Wal-Mart denies cheap HD DVD deal
Scheme simply hadn't got that far?
Wal-Mart has denied it is working with a Chinese manufacturer to build millions of budget HD DVD players, a move that could prove decisive in the battle with rival next-gen optical disc format Blu-ray Disc.
A Wal-Mart spokeswoman yesterday claimed that a Chinese-language report indicating the retail giant had ordered $300m worth of HD DVD players - 2m in all - from a certain Fukuhiko Electronic - aka Fuh Yuan - was "untrue", according to a PC Magazine story.
The original report also mentioned Chinese company China Great Wall which would, apparently, manufacture the players designed by Fukuhiko/Fuh Yuan. Interestingly, Fukuhiko/Fuh Yuan reportedly put up a statement on its website to the effect that it had indeed won business from Wal-Mart, though when we checked today, the company's server was not responding.
Did the company tell the local press something it should have kept confidential? That's possible. The original Chinese-language story certainly appeared to be sourced through Fukuhiko/Fuh Yuan, and it's hard to imagine it posting a similar claim on its own website if it was indeed "untrue".
Curiously, Wal-Mart's spokeswoman refused to comment on the statement on the Fukuhiko/Fuh Yuan website, saying she could not discuss the retailer's business dealings with suppliers. If Fukuhiko/Fuh Yuan is not a supplier, why not comment?
Because it was - potentially. Fukuhiko/Fuh Yuan later posted a retraction on its website, stating it had not received an order from Wal-Mart but instead had been asked to provide a costing and production schedule for HD DVD players.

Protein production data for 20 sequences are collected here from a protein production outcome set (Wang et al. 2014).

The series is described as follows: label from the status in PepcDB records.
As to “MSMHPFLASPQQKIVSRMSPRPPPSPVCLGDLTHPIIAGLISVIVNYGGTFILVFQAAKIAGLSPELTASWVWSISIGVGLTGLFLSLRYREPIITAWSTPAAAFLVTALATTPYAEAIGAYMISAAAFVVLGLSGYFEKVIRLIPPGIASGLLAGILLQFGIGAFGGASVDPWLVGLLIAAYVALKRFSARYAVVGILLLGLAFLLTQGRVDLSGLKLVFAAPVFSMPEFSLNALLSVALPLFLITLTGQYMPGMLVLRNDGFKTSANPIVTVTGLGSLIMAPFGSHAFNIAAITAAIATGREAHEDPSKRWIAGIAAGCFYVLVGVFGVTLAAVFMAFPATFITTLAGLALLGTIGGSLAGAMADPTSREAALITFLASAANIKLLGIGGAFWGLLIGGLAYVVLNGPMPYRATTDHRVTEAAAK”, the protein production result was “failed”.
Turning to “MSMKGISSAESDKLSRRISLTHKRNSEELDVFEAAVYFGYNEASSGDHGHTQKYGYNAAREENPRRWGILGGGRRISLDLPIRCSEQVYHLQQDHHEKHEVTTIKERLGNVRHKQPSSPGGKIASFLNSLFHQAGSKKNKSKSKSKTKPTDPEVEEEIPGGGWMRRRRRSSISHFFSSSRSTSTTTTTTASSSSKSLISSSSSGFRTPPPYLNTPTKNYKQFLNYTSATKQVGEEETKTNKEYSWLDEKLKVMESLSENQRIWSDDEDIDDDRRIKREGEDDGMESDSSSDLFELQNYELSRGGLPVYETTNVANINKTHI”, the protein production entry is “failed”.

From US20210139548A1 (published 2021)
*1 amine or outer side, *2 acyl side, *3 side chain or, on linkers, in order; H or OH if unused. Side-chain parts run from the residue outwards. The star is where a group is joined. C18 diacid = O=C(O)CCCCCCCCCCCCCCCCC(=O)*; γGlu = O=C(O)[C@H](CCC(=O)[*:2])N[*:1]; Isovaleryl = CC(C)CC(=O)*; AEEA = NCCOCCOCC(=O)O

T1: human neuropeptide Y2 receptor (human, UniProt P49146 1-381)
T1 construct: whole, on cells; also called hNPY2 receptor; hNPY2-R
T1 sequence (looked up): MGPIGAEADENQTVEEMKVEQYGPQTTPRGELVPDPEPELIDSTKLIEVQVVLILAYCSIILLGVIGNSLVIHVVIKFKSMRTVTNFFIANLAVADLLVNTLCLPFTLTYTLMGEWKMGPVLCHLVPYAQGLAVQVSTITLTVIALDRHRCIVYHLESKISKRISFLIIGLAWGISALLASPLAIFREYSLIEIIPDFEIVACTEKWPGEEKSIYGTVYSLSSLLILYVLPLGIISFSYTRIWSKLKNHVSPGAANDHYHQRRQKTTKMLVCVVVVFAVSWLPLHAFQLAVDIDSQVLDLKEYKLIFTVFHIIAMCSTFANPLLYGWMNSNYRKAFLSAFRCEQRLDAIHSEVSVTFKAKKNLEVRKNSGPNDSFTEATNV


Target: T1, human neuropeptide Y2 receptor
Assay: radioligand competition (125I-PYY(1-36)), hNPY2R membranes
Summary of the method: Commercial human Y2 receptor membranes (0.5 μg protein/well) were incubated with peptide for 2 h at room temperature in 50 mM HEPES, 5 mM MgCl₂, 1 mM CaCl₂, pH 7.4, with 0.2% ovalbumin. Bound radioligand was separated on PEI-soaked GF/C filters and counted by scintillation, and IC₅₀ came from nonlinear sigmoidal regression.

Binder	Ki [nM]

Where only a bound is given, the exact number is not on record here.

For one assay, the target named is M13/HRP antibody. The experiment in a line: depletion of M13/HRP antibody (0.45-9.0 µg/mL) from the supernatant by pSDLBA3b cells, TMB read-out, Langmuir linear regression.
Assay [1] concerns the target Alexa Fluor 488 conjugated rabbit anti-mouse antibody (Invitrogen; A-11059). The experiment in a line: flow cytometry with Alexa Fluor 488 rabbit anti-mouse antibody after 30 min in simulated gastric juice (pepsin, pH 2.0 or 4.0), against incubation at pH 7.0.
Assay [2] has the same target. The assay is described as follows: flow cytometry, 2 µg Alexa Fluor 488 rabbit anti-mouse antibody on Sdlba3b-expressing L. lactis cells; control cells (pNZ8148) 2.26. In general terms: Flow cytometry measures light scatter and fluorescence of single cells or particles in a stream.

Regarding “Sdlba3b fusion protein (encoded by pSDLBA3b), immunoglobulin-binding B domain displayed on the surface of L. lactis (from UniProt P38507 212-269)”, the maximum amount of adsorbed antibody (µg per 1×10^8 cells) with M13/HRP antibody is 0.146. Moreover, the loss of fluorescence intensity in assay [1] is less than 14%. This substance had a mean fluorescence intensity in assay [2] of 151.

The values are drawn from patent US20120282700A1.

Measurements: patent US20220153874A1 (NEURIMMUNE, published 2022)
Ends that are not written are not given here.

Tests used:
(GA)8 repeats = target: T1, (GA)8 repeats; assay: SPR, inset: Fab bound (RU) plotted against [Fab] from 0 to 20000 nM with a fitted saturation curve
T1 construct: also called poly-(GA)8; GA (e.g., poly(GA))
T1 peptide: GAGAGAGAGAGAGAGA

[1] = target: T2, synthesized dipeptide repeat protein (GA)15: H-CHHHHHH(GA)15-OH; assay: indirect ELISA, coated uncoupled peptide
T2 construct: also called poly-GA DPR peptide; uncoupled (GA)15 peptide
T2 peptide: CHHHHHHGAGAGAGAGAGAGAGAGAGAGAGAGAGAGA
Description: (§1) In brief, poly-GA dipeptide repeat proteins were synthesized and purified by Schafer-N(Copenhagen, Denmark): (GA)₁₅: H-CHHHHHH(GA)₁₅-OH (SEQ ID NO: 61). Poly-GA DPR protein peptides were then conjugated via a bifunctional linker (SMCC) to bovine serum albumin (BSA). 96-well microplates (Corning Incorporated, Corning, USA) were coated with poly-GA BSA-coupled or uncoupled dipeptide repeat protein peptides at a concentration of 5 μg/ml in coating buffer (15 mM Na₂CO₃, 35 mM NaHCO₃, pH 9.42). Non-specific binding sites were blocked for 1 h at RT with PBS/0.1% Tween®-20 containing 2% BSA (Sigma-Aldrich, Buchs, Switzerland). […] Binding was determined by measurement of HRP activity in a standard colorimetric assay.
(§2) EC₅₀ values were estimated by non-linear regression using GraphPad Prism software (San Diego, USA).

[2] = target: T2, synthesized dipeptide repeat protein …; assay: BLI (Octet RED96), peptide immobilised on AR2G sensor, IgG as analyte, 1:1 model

In short, it was bidding for Wal-Mart's business, which it had not yet won. Either way, Wal-Mart appears interesting in acquiring a heap of cheap HD DVD players, and even if Fukuhiko/Fuh Yuan fails to win the manufacturing contract, some other Asian manufacturer will.
I don't know how many of you have actually played a HD-DVD, but they have special features and extra content like you wouldn't believe. Not that its really special (Director et all commentaries are no longer just alternate audio tracks, they have a little picture in picture style window that shows the commenter talking, for instance...) The studios, for some reason or other, think that this drivel is essential, so they need the extra room on the HD-DVD to store it. From what I've seen, a typical transcode from HD-DVD to straight H.264 will barely fit on a dual layer DVD, plus it uses some of the more calculation intensive features in H.264 which HD-DVDs do not, in order to sqeeze more quality out of less storage. That doesn't leave a lot of room for footage of the cast eating lunch, or whatever other 'intertesting' content they accidentally record.
From what I've read, Divx is comparable to the H.264 and VC1 codecs that are standard on the next-gen video discs. If you're willing to put up with a 4.5Mbps bitrate for your video then I guess DVDs aren't a bad choice for you.
Plain DVD with DIVX can do HD
I've seen 2 nice quality planet earth episodes in HD on divx quality, that fit on one 4.7GB dvd.
So that's about 2GB per hour to do 1080p HD.
Why is the industry trying to rip us off with those "blu-ray" and "hd-dvd" formats which are expensive and unnecessary, while all they really have to do is to modify a plain dvd player a bit and equip it with a dvi/hdmi output.
Perhaps *this* is what they have done, and it's not really "HD-DVD", but plain divx HD quality-ish DVD, which 'd be fine.